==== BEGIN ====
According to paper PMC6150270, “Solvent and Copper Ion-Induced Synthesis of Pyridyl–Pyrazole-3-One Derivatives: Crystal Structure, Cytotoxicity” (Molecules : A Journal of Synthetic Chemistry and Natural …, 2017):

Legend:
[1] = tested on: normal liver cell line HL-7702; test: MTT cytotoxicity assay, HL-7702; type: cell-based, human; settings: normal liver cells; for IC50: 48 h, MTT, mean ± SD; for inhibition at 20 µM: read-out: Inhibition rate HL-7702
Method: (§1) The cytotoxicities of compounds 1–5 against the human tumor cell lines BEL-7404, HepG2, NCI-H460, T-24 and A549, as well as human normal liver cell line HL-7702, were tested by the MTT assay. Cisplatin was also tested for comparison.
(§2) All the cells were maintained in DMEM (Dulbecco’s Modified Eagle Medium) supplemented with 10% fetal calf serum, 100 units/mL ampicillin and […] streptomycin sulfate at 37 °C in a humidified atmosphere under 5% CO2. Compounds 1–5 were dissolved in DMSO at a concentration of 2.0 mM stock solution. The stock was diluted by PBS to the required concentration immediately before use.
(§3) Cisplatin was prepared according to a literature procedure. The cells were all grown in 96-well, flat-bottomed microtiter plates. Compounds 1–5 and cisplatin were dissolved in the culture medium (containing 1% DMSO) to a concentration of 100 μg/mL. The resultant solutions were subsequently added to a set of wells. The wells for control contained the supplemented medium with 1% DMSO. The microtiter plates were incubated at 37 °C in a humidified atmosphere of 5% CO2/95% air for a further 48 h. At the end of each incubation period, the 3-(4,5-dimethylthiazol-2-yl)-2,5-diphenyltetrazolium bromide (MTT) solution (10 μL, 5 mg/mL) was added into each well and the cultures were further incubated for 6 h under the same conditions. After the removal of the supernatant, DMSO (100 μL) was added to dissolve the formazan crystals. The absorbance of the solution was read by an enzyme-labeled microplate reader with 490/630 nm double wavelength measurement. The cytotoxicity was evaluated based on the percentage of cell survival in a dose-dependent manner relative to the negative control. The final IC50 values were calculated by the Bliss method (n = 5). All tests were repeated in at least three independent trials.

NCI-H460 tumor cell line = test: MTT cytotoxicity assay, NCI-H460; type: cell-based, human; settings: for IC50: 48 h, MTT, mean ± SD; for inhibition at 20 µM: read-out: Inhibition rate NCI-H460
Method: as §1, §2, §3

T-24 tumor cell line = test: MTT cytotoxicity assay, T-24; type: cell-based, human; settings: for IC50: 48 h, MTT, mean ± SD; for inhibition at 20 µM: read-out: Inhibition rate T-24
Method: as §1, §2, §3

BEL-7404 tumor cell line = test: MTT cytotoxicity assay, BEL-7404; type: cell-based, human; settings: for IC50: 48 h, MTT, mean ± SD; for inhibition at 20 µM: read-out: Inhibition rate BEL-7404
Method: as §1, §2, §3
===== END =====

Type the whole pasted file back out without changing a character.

According to paper PMC6150270, “Solvent and Copper Ion-Induced Synthesis of Pyridyl–Pyrazole-3-One Derivatives: Crystal Structure, Cytotoxicity” (Molecules : A Journal of Synthetic Chemistry and Natural …, 2017):

Legend:
[1] = tested on: normal liver cell line HL-7702; test: MTT cytotoxicity assay, HL-7702; type: cell-based, human; settings: normal liver cells; for IC50: 48 h, MTT, mean ± SD; for inhibition at 20 µM: read-out: Inhibition rate HL-7702
Method: (§1) The cytotoxicities of compounds 1–5 against the human tumor cell lines BEL-7404, HepG2, NCI-H460, T-24 and A549, as well as human normal liver cell line HL-7702, were tested by the MTT assay. Cisplatin was also tested for comparison.
(§2) All the cells were maintained in DMEM (Dulbecco’s Modified Eagle Medium) supplemented with 10% fetal calf serum, 100 units/mL ampicillin and […] streptomycin sulfate at 37 °C in a humidified atmosphere under 5% CO2. Compounds 1–5 were dissolved in DMSO at a concentration of 2.0 mM stock solution. The stock was diluted by PBS to the required concentration immediately before use.
(§3) Cisplatin was prepared according to a literature procedure. The cells were all grown in 96-well, flat-bottomed microtiter plates. Compounds 1–5 and cisplatin were dissolved in the culture medium (containing 1% DMSO) to a concentration of 100 μg/mL. The resultant solutions were subsequently added to a set of wells. The wells for control contained the supplemented medium with 1% DMSO. The microtiter plates were incubated at 37 °C in a humidified atmosphere of 5% CO2/95% air for a further 48 h. At the end of each incubation period, the 3-(4,5-dimethylthiazol-2-yl)-2,5-diphenyltetrazolium bromide (MTT) solution (10 μL, 5 mg/mL) was added into each well and the cultures were further incubated for 6 h under the same conditions. After the removal of the supernatant, DMSO (100 μL) was added to dissolve the formazan crystals. The absorbance of the solution was read by an enzyme-labeled microplate reader with 490/630 nm double wavelength measurement. The cytotoxicity was evaluated based on the percentage of cell survival in a dose-dependent manner relative to the negative control. The final IC50 values were calculated by the Bliss method (n = 5). All tests were repeated in at least three independent trials.

NCI-H460 tumor cell line = test: MTT cytotoxicity assay, NCI-H460; type: cell-based, human; settings: for IC50: 48 h, MTT, mean ± SD; for inhibition at 20 µM: read-out: Inhibition rate NCI-H460
Method: as §1, §2, §3

T-24 tumor cell line = test: MTT cytotoxicity assay, T-24; type: cell-based, human; settings: for IC50: 48 h, MTT, mean ± SD; for inhibition at 20 µM: read-out: Inhibition rate T-24
Method: as §1, §2, §3

BEL-7404 tumor cell line = test: MTT cytotoxicity assay, BEL-7404; type: cell-based, human; settings: for IC50: 48 h, MTT, mean ± SD; for inhibition at 20 µM: read-out: Inhibition rate BEL-7404
Method: as §1, §2, §3